Texas Matters | Texas Public Radio

Texas Matters

Fridays at 12:30 p.m. & Sundays at 9:30 p.m.

Texas is a big state with a growing, diverse population and as the population grows, the issues and challenges facing its residents multiply. "Texas Matters" is a statewide news program that spends half an hour each week looking at the issues and culture of Texas.

"Texas Matters" is hosted by David Martin Davies, who talks with policymakers and newsmakers to help shed light on issues often overlooked by other media outlets.

David Martin Davies:

Davies is the host of "The Source" and a veteran journalist with more than 25 years of experience covering Texas, the border and Mexico. He is a regular contributor to NPR and American Public Media's "Marketplace." Davies' work has appeared in "The San Antonio Express-News," "The Texas Observer" and other print publications, as well as KLRN public television’s interview program "Conversations."

Texas Matters is made possible by the UTSA Institute of Texan Cultures.

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Texas lieutenant governor is said to be the most powerful political office in the state. Its occupant controls the work of the Texas Senate and controls the budgeting process as a leader of the Legislative Budget Board.  

We talk to Democrat candidate Mike Collier.


Three hundred years ago, San Antonio was a military outpost called the New World — a place that was far away, unexplored and uncertain. Char Miller, a W. M Keck professor of environmental analysis at Pomona College in Claremont California and author of "San Antonio A Tricentennial History," joins us to discuss the Alamo City's past on this "Texas Matters."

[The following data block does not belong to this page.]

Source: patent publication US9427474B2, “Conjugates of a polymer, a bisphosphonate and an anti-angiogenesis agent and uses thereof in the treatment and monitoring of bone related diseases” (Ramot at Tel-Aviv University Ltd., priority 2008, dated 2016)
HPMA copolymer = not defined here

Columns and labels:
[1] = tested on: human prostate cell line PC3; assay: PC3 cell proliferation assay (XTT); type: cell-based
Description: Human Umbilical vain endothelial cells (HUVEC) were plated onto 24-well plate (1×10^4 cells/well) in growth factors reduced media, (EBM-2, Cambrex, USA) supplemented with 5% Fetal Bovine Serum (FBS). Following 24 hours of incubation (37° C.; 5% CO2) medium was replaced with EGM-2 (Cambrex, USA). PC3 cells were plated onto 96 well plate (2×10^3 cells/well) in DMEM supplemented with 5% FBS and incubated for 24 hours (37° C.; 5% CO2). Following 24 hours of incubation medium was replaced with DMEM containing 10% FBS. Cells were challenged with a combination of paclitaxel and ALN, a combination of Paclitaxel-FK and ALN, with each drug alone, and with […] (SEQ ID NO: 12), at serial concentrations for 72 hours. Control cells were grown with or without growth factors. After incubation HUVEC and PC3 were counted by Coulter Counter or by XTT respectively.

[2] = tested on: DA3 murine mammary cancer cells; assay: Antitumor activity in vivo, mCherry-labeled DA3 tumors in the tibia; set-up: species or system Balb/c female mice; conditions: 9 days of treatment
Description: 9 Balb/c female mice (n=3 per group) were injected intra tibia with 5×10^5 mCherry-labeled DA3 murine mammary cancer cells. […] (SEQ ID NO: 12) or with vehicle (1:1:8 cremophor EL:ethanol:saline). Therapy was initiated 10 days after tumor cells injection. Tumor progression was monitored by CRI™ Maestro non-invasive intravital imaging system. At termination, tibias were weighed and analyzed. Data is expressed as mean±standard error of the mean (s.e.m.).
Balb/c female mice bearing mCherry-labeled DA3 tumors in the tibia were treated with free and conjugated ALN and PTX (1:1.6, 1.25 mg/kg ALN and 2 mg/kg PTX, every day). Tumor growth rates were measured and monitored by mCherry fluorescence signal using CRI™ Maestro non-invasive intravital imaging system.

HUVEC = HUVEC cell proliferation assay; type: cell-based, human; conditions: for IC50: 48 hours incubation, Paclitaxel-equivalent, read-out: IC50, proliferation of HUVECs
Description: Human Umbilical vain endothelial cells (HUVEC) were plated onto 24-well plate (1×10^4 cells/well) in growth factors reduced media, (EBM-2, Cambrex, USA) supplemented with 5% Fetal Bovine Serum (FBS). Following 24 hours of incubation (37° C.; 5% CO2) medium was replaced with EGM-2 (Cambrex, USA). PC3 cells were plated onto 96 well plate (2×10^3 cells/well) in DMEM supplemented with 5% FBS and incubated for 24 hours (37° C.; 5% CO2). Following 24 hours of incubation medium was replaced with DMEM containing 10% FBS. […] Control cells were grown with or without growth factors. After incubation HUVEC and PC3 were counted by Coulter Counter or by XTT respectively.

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Washington Post opinion writer Elizabeth Bruenig writes about an accusation of rape that happened in her high school in Arlington in 2006 (:38). Then, Susanna Pringle, legal director of the Texas Fair Defense Project, talks about bail reform in Texas (19:12). And finally, Gary Scout wrote a job ad encouraging "whiners" need not apply (23:20).


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Julissa Arce graduated at the top of her high school class in San Antonio and went on to succeed in college, before becoming a star of Wall Street. Arce was vice president for Goldman Sachs by the time she was 27 years old — all this while also being an undocumented immigrant living in fear of being deported. She spoke to Texas Public Radio contributor Yvette Benavides.


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A federal judge recently blocked a Texas law requiring the burial or cremation of fetal tissue resulting from an abortion or miscarriage.

Jonathan Saenz, an attorney for Texas Values, is an advocate for tough anti-abortion laws. Molly Duane, an attorney for the Center for Reproductive Rights, sued Texas over the legality of the fetal tissue law. They join us on this episode of Texas Matters.


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